State and local election officials get behind Senate proposal.
The bill would require voters to present a photo ID or be photographed to receive a ballot starting in 2016, but still allow those without an ID to vote. The bill’s author, Kingston Senator Russ Prescott, hopes his plan can forge accord on a topic that tends to produce partisanship.
"People will come to the polls, present their ID, and not be presented a provisional ballot if they don’t have an ID; they would fill out a affidavit and vote. We are working within the system that we have today."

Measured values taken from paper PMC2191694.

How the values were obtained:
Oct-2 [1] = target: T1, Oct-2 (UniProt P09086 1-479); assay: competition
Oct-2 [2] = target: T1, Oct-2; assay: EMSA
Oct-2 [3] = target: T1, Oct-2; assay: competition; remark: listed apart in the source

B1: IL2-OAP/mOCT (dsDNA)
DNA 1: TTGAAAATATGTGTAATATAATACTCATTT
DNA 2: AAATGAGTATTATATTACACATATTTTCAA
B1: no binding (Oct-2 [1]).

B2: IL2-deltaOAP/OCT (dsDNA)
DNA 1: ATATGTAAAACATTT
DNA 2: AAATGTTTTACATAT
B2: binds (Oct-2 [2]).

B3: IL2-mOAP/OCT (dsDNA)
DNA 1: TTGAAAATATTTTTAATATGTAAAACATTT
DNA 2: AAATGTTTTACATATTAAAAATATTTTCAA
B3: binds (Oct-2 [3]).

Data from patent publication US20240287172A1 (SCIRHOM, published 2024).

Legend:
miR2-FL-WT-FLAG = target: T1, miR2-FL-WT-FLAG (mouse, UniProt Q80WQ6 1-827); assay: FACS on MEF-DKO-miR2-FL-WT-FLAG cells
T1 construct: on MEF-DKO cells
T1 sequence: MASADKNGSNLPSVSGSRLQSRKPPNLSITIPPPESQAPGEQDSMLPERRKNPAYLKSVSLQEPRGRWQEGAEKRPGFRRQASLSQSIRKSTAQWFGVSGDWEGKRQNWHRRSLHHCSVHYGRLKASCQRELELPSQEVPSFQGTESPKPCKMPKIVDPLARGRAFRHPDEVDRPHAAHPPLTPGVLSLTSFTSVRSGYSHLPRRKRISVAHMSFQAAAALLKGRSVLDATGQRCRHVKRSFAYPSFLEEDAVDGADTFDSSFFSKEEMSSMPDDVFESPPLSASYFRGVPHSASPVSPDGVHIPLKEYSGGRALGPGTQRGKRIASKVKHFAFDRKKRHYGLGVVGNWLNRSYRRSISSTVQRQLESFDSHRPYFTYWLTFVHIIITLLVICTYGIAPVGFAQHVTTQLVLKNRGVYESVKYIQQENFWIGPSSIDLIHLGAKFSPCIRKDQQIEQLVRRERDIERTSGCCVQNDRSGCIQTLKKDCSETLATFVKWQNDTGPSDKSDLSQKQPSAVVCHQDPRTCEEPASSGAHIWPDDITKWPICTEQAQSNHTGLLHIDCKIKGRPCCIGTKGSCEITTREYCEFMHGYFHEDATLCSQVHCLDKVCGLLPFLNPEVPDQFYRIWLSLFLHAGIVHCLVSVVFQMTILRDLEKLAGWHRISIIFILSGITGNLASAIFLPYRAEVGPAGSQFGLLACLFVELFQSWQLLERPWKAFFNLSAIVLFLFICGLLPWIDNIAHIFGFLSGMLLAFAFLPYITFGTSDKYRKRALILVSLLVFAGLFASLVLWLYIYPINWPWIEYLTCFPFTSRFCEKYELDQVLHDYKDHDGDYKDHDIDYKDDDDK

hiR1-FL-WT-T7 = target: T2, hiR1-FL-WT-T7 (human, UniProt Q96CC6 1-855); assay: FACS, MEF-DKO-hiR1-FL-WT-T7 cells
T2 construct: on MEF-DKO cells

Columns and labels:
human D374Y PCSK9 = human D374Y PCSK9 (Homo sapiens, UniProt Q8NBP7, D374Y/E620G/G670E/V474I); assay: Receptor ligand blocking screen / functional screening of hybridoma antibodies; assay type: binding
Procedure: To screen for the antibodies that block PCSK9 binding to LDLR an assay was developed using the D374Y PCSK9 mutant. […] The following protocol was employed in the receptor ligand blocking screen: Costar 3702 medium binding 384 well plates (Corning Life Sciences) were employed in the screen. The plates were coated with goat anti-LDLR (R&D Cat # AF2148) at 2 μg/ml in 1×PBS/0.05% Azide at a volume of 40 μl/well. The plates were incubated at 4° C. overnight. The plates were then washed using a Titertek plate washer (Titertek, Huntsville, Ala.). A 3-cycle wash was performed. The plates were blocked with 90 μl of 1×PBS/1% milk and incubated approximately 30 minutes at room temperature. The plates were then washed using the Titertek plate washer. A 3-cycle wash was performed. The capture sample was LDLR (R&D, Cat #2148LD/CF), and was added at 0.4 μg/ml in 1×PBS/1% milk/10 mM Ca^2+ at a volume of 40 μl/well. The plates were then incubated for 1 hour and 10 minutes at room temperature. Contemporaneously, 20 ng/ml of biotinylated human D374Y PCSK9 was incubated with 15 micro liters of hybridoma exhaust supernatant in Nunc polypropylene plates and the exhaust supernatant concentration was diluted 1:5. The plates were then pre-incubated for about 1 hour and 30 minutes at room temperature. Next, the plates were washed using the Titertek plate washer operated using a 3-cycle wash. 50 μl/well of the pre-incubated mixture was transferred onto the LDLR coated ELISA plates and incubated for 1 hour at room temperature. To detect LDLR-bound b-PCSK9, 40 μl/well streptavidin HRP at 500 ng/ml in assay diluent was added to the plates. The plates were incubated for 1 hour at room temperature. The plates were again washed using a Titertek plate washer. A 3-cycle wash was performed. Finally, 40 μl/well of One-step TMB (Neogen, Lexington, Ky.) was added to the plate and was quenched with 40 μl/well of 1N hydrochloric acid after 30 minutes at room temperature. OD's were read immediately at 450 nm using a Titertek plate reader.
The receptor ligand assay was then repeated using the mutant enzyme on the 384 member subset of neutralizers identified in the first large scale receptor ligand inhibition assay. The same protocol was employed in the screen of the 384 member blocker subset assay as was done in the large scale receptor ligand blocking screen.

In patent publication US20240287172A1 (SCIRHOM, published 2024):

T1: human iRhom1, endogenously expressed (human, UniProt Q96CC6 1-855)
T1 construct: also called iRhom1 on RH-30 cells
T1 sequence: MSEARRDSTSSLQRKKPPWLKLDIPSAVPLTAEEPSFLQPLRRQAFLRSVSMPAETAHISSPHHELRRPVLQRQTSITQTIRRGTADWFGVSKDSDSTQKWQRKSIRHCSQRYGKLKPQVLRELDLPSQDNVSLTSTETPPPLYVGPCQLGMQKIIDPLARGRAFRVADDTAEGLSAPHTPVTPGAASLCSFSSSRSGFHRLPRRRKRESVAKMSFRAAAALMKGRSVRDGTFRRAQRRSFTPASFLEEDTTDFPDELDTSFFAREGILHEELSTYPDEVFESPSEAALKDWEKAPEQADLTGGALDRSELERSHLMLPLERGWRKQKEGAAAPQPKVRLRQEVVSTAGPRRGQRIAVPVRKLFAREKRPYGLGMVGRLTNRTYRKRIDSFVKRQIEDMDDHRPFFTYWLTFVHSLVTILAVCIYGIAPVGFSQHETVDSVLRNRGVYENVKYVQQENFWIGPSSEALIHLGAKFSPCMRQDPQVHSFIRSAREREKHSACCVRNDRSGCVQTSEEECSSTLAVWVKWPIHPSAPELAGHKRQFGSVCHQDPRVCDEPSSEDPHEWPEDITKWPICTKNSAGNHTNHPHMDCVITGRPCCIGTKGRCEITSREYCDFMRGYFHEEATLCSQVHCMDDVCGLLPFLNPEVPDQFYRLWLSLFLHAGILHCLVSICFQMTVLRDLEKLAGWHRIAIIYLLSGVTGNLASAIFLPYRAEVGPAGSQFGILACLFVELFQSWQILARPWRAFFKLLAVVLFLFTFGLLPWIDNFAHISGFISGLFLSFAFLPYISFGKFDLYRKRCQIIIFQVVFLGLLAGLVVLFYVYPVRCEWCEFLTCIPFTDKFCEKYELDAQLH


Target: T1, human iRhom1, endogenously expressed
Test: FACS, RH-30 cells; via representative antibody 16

Governor Lynch vetoed a GOP-backed voter ID bill last year. That proposal was relied on provisional balloting and was criticized by election officials. They aren’t objecting to this bill, which Deputy secretary of state David Scanlan called clean and workable. But critics, including the AARP and disabilities rights groups say this proposal would still have the effect of disenfranchising voters.